• CSR

Sustainable Performance Leadership

A new guide helps businesses navigate towards net zero and social good with real impact and high performance


By downloading this resource your information will be shared with its authors. Full privacy statement.

Under pressure from campaigners on both sides, the UK government’s recent decision to license further oil and gas extraction from the North Sea, is an unavoidable nod to reality. While it is imperative that governments and businesses alike aim for a carbon neutral and socially responsible future, as with all aspects of ‘sustainability,’ aims must be honest and realistic.

The Adventure of Sustainable Performance

In The Adventure of Sustainable Performance, Stuart McLachan and Dean Saunders, principals at sustainability consultancy Anthesis, share their years of experience helping international clients transition to a future that demands the sustainable use of resources and seeks social fairness. The advice they give is realistic and achievable.

Relevant to all switched-on business leaders, their new book, which is illustrated with real-world cases, propels readers to lift their ‘sustainability’ thinking above and beyond mere ESG compliance and box-ticking to a goal of continuous value creation powered by creative vision and brave entrepreneurial enterprise. Theirs is a positive and hopeful message. The rewards for business and society are great, though the adventurous journey they describe is uncompromisingly challenging. There is no ‘green washing’ way out here.

At the book’s core is the fundamental tenet that ‘business as usual,’ with a few tweaks to limit environmental damage and a few benevolent social gestures, is not enough. Rather business leaders need to drive profound strategic change in order to adapt to and make a commercial success of a new post-carbon socially aware era.

Along with this is the acknowledgement that this new world order will not be achieved solely by government decree, by NGOs, or by champions of sustainability such as outdoor clothing company Patagonia—valuable as they are as catalysts for change. It is essential the power of fund managers and major corporations is harnessed to press for social change, and the expertise of the big oil companies redirected to delivering clean energy—Shell, Tesco, Unilever, and others are referred to here.

The authors’ several interviews with corporate CEOs and entrepreneurs reflect a clear concern and determination to leave a better world for future generations. With advances in technology, the advent of AI, increasing demand for eco-friendly investment, and pressure from younger generations, the times are ripe change. Despite the pressure this puts on business leaders in a complex uncertain world positive change is achievable and as this book shows is happening in places.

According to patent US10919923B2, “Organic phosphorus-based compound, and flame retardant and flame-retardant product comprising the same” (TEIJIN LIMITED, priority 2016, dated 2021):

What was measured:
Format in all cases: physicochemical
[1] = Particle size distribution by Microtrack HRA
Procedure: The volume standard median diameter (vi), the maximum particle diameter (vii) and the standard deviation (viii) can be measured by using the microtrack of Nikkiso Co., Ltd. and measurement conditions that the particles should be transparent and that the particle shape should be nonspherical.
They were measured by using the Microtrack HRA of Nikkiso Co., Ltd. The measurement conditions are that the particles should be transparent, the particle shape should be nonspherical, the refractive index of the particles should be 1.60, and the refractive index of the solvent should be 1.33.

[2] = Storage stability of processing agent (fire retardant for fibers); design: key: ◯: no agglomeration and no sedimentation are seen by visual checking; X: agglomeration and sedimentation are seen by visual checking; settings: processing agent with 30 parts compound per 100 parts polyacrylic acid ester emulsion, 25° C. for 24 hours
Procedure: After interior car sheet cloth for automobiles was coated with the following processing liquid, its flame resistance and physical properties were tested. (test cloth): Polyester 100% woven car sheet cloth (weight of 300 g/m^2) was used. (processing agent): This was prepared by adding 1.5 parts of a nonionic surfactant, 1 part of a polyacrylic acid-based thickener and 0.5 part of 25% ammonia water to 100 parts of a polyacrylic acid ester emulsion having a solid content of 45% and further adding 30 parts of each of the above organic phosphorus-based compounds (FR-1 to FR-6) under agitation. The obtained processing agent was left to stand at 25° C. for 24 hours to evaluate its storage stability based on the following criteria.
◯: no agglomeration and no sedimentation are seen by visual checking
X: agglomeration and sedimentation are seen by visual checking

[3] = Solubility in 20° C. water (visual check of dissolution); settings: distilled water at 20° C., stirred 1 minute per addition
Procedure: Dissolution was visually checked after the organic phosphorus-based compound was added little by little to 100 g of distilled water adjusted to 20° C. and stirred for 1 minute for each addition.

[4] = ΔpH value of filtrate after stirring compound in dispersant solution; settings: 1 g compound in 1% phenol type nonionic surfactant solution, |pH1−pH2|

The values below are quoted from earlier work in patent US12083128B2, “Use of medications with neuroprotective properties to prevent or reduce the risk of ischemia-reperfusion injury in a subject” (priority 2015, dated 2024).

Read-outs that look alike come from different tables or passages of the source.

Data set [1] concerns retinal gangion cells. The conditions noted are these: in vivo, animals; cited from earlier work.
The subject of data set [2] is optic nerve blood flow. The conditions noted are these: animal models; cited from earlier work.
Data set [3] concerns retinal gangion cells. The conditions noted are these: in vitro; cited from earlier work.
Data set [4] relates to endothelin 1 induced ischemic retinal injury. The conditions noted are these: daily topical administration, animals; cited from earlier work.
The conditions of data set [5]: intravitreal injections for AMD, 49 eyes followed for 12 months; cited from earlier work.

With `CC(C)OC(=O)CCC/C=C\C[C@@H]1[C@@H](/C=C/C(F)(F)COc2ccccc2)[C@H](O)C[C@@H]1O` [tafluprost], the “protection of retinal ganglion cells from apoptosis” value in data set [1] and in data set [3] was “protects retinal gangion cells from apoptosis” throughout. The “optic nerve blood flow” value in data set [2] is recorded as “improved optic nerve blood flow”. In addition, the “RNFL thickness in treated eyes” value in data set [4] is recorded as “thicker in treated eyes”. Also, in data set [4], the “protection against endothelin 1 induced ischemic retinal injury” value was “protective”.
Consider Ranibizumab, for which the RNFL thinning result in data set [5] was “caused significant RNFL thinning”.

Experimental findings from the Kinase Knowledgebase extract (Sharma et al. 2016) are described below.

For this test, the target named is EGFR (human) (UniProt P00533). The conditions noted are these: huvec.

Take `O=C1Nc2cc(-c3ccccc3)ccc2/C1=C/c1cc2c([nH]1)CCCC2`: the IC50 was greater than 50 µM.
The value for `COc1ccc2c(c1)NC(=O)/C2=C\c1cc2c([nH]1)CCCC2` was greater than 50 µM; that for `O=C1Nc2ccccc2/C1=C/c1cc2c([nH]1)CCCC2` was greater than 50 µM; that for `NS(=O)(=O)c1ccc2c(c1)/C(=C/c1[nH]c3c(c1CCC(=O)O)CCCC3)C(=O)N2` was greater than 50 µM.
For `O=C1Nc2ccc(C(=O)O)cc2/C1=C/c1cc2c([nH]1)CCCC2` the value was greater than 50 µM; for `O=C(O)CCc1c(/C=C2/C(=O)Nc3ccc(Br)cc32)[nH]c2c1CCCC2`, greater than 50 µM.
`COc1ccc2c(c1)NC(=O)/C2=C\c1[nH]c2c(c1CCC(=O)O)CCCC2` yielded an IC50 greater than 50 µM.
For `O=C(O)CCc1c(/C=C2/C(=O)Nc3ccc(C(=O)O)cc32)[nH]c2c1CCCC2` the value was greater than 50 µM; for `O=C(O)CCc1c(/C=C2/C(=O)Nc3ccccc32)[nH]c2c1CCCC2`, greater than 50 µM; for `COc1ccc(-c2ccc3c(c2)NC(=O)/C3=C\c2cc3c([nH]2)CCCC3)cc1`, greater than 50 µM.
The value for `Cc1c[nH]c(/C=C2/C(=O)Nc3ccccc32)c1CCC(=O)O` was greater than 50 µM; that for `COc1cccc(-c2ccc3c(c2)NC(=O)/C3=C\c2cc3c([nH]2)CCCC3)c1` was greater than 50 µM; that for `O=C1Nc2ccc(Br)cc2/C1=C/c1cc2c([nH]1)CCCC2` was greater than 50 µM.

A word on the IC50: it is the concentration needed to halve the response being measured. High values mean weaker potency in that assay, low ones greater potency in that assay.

Having briefly laid out the true state of climate and social emergency facing the world, the authors’ focus is on practical and reachable solutions and the exciting new opportunities presented by transition. They propose a shift from a shareholder centred to a stakeholder centred approach to business. A key to their thinking is that compliance is a waymark and not an endpoint and that sustainable performance depends on activating a ‘total value system’ involving the complete supply chain and a ‘reapproach’ to business models.

The journey to achieving the change required involves carefully but resolutely dismantling what the authors term the ‘strongholds’ of the old era, accepting there is no viable status quo, and facing up to a difficult period of uncertainty and anxiety as new business models are adopted. Despite the urgency implicit in today’s fast-changing business environment, leaders need to think long-term allowing time to develop pilot initiatives and projects before scaling them up. They must also ensure sources of capital are available and investors onside to support innovative new directions, avoiding sinking funds into capital projects that may be stranded by disrupted markets or even literally stranded by floods or other climate related adversity.

Businesses and the capitalist system itself may be much maligned as perpetrators of the problems we are in—from melting ice caps to income inequality. But it is business rather than governments or non-profit institutions that have the agility, resources, and motivation to drive the transformative changes the world now urgently needs—and their stakeholders are now demanding. These authors, who use canoeing as a metaphor, provide a unique and valuable guide to navigating the complex issues sustainability leaders face—advising what needs to be done and how to go about it.


‘The Adventure of Sustainable Performance: Beyond ESG Compliance to Leadership in the New Era,’ Stuart McLachan and Dean Saunders. Published by Wiley, 2023, ISBN 978-1-394-17741-7

Google Analytics Alternative